SINGAPORE - What is Filipino food?
That was the central theme of a media tour I went on recently in the Philippines.
The Singaporean founder of Makansutra, KF Seetoh, who led the tour, had warned us that we were not going to get an answer to the question that even local chefs have a hard time addressing.
We were going to be merely scraping the tip of the iceberg, Mr Seetoh said, due to the diversity and colourful background of Filipino cuisine.
The tour was a prelude to the upcoming World Street Food Congress, which will be held in Manila for the second straight year from May 31 to June 4.
And although we didn't get around the defining Filipino food at the end of it all, one thing I noticed about each of them was that they were never bland. They were all rich in not only taste, but also culture and history - with many dishes, you can savour the foreign and indigenous influences from centuries ago.
We sampled more than 30 types of food over 15 hours (including travelling - and jamming - time), visiting seven eateries in Manila and Pampanga province, aka the culinary capital of the Philippines.
Here are my favourites, listed in chronological order of the itinerary:
1. BulaloBulalo, a Filipino beef shank stew, at Bulaluhan sa Espana.Photo: Makansutra
The clear broth may look plain, but it's full of flavour. This comes from simmering beef shanks and marrow bones for hours, until the fat and collagen are melted into the stew.
2. Chicharon bulaklak
A popular appetiser and pulutan (beer grub) in the Philippines, this is essentially deep-fried ruffled fat. Sounds super unhealthy, but it's super shiok.
3. Balat ng manok
Deep-fried chicken skin, another pulutan favourite. Unlike the chicken skin I've tried in Singapore, the one we had at Bulaluhan sa Espana in Manila came with a thick seasoning batter which tasted somewhere along the lines of KFC's Original Recipe.The dishes we tried at Bulaluhan sa Espana: (clockwise from top left) tortang talong, bulalo, chicharon bulaklak, balat ng manok, ginisang ampalaya and tawilis.Photo: AsiaOne
4. Ginisang ampalaya
Sauteed bitter gourd with eggs, sometimes with meat thrown in as well. The one at Bulaluhan sa Espana was served with pork, and came with a good level of saltiness. Ginisang ampalaya is usually served with rice at breakfast or as an appetiser at lunch.
A type of freshwater sardine found exclusively in the Philippines, deep-fried to a crispy crunch.
6. Tortang talong
There are plenty of things we cook omelette with - what about eggplant? This is an amazing combination unique to the Philippines. The eggplant is grilled first, then flattened before it is fried into an omelette. I like that the squashed eggplant blends perfectly into the savoury omelette so I didn't get jelak (Malay for cloyingly rich), which I usually do from too much of the mushiness.
7. Pork tocinoPork tocino, a sweet cured pork dish, at Cucina ng Atching Lillian Borromeo.Photo: Timothy Tye (www.penang-traveltips.com)
We were taken to Pampanga to for this sweet cured meat dish, as the province is known to have the best. We had the good fortune to try the ones cooked by Lillian Borromeo, hailed as the queen of traditional Pampangan cuisine. They reminded me of bak kwa, but they were heavier on the porkiness and not as sweet.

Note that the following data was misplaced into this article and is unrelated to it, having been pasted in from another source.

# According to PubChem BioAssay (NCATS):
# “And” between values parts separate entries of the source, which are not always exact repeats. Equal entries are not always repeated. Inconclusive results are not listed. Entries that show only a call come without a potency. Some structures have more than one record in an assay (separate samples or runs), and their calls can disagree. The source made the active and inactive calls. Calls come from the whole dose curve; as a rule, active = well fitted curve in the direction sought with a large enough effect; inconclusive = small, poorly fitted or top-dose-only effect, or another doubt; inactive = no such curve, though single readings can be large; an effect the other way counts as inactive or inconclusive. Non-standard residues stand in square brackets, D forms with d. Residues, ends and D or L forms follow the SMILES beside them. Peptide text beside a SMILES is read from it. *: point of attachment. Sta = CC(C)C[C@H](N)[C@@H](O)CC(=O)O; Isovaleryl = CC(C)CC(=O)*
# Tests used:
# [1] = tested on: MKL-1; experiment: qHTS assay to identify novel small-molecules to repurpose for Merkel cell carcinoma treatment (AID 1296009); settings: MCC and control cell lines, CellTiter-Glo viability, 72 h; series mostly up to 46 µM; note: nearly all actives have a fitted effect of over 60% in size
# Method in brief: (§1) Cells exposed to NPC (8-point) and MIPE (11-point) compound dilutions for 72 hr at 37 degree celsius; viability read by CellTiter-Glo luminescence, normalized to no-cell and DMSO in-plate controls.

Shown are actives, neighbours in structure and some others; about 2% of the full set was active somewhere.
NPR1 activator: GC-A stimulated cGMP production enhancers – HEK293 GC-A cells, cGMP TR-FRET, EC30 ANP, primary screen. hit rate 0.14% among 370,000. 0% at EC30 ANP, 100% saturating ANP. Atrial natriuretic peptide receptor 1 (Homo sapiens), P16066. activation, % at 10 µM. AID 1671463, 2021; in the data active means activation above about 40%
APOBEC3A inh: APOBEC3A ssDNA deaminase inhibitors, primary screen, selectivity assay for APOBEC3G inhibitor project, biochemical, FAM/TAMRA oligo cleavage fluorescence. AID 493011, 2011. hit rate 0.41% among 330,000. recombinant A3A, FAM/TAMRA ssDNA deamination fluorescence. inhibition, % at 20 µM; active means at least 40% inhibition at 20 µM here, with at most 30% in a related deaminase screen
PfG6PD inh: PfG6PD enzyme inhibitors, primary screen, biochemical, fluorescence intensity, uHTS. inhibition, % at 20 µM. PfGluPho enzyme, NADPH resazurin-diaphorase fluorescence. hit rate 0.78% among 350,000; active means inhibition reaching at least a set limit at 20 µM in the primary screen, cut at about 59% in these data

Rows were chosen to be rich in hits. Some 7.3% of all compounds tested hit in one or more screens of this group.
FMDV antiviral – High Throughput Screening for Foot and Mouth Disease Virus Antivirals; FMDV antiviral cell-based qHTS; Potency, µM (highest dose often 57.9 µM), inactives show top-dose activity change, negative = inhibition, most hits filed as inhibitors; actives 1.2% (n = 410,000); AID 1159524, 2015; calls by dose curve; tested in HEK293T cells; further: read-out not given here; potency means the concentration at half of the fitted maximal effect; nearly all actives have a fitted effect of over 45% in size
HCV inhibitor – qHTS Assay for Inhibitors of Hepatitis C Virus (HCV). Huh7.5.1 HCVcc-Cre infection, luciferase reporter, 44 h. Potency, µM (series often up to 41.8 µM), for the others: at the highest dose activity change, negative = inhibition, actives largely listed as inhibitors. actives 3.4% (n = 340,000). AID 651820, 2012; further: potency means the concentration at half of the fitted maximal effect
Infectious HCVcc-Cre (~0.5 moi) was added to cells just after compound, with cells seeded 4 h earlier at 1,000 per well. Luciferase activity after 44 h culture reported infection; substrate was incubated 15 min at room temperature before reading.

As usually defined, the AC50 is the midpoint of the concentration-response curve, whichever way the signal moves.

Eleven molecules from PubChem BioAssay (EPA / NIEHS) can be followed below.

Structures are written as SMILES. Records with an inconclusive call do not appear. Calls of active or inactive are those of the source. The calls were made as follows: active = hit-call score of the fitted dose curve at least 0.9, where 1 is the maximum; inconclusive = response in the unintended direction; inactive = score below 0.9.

8. Pork longganisaPork longganisa, a sweet and garlicky pork sausage, at Cucina ng Atching Lillian Borromeo.Photo: Timothy Tye (www.penang-traveltips.com)
Also known to be a Pampangan specialty, pork longganisa is similar to lup cheong (Chinese sausage), but richer in taste and very garlicky. It has its roots in the Spanish sausage called longaniza.
9. Kalderetang kambingKalderetang kambing, a Filipino-style goat stew, at Taldawa.Photo: Makansutra
Goat meat stewed in tomato sauce. It is supposed to be a little spicy but I personally did not feel any heat at all. The place we went to, Taldawa, specialises in goat meat dishes using animals farmed by the owners themselves.
10. TahoA taho vendor engaged for the media event at 25 Seeds.Photo: AsiaOne
I'm not a fan of tau huay (soya beancurd), but the Filipino rendition blew me away. I much preferred the brown sugar syrup, called arnibal, to the palm sugar syrup that is used in Singapore. Then there was the soft, melt-in-your-mouth silky tofu which was awfully (in a good way) close to custard.
11. Halo-haloHalo-halo, the quintessential Filipino dessert, at 25 Seeds.Photo: AsiaOne
Another dish I liked more than the Singaporean version, namely ice kacang. I don't know about others but the one we had at farm-to-table restaurant 25 Seeds was not overwhelmingly sweet. It contained a good mix of ingredients from purple yam to jackfruit and topped with brown sugar and pinipig - immature glutinous rice that is pounded and toasted.
12. Pancit luglugPancit luglug, a shrimp-flavoured Filipino noodle dish, at 25 Seeds.Photo: AsiaOne
Rice noodles in a thick, shrimp-flavoured gravy, accompanied by ingredients such as hard-boiled egg, prawns, fish flakes and chicharon (pork crackling). It's somewhat like dry laksa, sans coconut milk.
13. Sisig paellaSisig paella, a creation by Filipino chef Sau Del Rosario, at 25 Seeds.Photo: AsiaOne
A divine marriage between paella and the Philippines' culinary star sisig - chopped pig cheeks and chicken liver served on a sizzling plate. A creation by 25 Seeds' owner and chef Sau Del Rosario, this dish will be making its public debut at the upcoming World Street Food Congress, and will be available at 25 Seeds from June 5.
14. LechonLechon, or roasted suckling pig, at one of Cebu-based restaurant chain Zubuchon's Manila outlets.Photo: Penang Travel Tips
Roasted suckling pig renowned for its extremely crisp skin. The best ones are said to be found in Cebu, where celebrity chef Anthony Bourdain, who will be speaking at the World Street Food Congress, also declared he had "the best pig ever".
The writer's trip was sponsored by Makansutra and Tourism Promotions Board Philippines.